Retro Edition

What’s your call?

4 4 4♠ 4NT
5♣ 5 5 5♠ 5NT
6♣ 6 6 6♠ 6NT
7♣ 7 7 7♠ 7NT
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August Boehm, Larry Cohen, Mel Colchamiro, The Coopers, Allan Falk, The Gordons, The Joyces, Betty Ann Kennedy, Mike Lawrence, Jeff Meckstroth, Jill Meyers, Barry Rigal, Steve Robinson, Kerri Sanborn, Don Stack, The Sutherlins, Karen Walker, Steve Weinstein, Bridge Baron
The waiting game

While 4 may seem tame on this offensive powerhouse, it is the bid of choice for nine panelists.

Stack is one of the 4 bidders, but he has misgivings. “Because partner’s negative double indicates help in diamonds and spades, 4 doesn’t seem like enough with this hand. I actually have a sneaking admiration for 6. Barry Crane always said, ‘Don’t play me for the perfect hand. I never have it.’”

“Slam may be on but we will need a boost from partner to get there,” say the Sutherlins. “If we double or cuebid, and partner bids spades, what do we do?”

Walker: “It’s 4 or a ‘gambling 6,’ as none of the in-between bids will drag anything helpful out of partner. 5 sounds like I’m looking for a club control and 5♣ would be a cuebid in support of … what?”

Meckstroth treads carefully. “We could easily make a slam, but I don’t really have safety at higher levels.” Kennedy, on the other hand, is on surer footing. “4. Why not?”

Falk points out one more pitfall. “Those who consider themselves ethical players must learn to bid 4 in tempo with a hand like this. If you think a long time and then bid 4, partner knows you have extras.”

Colchamiro calls a 5♣ cuebid “a good place to start.”

Weinstein takes partner’s seat to hear what a 5♣ cuebid sounds like from the other side of the table. “While it is possible that partner might misinterpret 5♣, we have 5♠ as a way to show spades and 5 as a way to show five-plus hearts,” he says. “I think 5♣ is just a general try with a club void. 5 could work, but partner won’t be able to judge when to pass and when to bid on accurately enough. Hopefully over 5♣, partner will bid 5NT — pick a slam — with a hand he likes and 5 to find out where I’m coming from with a hand he doesn’t like.”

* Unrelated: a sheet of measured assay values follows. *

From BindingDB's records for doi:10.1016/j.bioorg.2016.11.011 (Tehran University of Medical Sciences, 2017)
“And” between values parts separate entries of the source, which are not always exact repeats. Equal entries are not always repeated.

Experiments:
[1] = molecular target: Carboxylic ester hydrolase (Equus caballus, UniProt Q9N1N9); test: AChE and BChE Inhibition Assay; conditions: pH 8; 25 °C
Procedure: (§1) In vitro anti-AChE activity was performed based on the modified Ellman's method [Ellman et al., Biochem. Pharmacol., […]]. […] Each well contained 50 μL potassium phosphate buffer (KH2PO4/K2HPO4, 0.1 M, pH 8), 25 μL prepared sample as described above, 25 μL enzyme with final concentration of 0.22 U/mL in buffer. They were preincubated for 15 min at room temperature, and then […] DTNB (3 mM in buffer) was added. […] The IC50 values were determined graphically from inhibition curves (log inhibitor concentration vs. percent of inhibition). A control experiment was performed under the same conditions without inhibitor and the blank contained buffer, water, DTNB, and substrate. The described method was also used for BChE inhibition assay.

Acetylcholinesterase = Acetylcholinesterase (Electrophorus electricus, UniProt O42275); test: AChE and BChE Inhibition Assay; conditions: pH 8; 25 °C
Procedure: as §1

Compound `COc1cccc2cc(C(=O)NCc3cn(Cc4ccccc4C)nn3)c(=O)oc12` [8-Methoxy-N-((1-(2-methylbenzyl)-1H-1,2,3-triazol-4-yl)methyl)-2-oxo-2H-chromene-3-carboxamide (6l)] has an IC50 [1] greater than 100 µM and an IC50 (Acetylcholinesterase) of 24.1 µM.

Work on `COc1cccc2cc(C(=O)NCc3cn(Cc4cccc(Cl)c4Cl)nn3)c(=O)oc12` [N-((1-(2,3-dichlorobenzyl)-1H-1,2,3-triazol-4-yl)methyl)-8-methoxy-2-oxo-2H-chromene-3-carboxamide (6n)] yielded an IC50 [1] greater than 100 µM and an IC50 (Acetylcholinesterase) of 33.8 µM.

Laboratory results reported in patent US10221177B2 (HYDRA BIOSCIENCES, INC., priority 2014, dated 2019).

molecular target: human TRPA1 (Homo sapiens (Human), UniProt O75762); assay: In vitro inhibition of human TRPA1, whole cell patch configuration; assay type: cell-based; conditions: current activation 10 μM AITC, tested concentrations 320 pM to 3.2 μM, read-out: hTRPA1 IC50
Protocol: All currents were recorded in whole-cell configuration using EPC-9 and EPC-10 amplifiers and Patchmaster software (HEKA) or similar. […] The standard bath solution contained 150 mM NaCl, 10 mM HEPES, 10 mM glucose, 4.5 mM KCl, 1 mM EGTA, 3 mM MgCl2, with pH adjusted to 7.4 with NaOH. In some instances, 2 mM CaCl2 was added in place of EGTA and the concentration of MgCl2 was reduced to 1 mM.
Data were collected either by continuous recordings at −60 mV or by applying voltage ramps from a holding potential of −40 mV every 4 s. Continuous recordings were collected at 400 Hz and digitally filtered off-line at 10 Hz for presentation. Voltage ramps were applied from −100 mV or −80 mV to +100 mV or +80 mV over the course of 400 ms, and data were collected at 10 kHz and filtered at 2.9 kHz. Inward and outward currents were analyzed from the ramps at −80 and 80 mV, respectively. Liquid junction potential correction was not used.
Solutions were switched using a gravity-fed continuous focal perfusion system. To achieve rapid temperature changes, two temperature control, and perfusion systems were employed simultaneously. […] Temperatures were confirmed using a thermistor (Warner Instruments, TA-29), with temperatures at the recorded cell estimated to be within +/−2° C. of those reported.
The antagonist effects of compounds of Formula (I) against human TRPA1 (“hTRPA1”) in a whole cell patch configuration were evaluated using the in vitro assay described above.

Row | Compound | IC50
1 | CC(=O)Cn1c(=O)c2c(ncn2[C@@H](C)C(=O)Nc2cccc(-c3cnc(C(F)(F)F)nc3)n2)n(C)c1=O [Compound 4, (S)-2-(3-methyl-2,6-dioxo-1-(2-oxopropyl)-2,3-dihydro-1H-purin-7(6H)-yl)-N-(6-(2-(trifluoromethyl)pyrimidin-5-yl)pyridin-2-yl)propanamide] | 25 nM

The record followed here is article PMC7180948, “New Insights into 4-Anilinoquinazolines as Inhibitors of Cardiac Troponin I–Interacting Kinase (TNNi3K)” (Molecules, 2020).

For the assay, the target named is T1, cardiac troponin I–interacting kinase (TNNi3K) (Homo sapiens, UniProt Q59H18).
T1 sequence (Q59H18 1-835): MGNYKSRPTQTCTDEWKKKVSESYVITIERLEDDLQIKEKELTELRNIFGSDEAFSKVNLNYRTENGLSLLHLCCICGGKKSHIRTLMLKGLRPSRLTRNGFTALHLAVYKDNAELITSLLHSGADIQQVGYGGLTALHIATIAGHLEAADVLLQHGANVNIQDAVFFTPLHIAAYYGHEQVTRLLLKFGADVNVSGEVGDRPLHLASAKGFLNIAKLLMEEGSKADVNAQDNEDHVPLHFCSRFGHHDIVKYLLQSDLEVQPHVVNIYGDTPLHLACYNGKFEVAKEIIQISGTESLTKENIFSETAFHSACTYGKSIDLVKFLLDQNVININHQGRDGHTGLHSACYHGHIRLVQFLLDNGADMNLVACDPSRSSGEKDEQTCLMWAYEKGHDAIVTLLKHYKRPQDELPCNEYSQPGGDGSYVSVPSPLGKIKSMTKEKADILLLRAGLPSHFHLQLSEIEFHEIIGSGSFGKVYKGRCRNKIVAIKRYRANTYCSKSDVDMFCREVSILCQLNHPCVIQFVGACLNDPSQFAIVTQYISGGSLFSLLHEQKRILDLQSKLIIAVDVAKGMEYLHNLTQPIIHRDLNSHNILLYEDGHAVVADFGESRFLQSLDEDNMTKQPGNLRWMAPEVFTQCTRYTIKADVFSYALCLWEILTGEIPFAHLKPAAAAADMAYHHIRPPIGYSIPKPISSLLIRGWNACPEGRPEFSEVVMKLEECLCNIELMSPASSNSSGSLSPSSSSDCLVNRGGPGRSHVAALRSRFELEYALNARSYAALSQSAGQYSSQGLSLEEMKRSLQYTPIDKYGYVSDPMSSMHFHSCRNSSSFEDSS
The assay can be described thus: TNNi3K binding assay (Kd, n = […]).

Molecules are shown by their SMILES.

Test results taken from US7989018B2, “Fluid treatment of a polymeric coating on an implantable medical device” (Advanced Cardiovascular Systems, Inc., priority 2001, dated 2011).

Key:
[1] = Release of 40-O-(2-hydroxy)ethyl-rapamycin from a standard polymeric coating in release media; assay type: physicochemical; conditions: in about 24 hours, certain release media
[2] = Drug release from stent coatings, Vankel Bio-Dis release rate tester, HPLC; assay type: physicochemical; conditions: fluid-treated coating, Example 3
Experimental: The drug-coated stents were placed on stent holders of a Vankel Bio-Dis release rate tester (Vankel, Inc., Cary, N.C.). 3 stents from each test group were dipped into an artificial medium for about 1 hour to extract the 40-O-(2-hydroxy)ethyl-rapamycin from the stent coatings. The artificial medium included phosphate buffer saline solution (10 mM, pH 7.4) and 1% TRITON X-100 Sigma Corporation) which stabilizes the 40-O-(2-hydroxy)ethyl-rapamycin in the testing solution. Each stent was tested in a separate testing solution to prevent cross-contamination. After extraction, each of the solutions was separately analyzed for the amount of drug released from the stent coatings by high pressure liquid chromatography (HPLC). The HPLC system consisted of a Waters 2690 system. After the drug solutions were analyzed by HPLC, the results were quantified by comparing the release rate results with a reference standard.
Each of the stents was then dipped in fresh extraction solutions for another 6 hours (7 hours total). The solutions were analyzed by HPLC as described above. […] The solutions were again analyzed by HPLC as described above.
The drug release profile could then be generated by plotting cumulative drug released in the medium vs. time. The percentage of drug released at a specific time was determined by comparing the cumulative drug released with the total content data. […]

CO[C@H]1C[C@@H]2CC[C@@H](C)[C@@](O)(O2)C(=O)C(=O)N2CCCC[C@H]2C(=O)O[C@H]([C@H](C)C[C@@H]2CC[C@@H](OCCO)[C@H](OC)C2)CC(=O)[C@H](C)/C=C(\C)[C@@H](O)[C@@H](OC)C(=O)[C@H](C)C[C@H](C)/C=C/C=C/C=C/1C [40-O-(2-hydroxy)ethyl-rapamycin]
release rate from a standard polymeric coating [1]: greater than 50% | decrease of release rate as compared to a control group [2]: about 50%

Lawrence says, “Partner’s two expected bids will be 5 some of the time with a few 5 in there. I will bid 5 over 5 and 6 over 5 or 5♠.”

Sanborn cuebids 5♣ and while she plans to raise partner’s 5 to 6, she’ll “probably pass 5 and pray that partner doesn’t bid 5♠.”

Cohen, Meyers and the Coopers boldly leap to 6.

“A stab in the dark,” says Cohen, “but I can’t think of any scientific action to get partner to realize that ♠A–Q–x–x along with two low hearts is enough for slam.”

Meyers gives partner a couple more measly holdings with which he’d never picture a making slam and relieves him of the guess by bidding six herself.

The Coopers would have opened 2♣ and avoided this entire discussion. But given the auction, they believe that “bidding 5♣ or 4NT now is about spades, the last suit bid by the means of a negative double. So we take a shot at 6.”

Robinson and Boehm bid 5.

Boehm calls it “a general slam try, not club specific with so little prior description.”

Robinson defines 5: “This is too strong a hand to bid just 4, which is what 5 says.”

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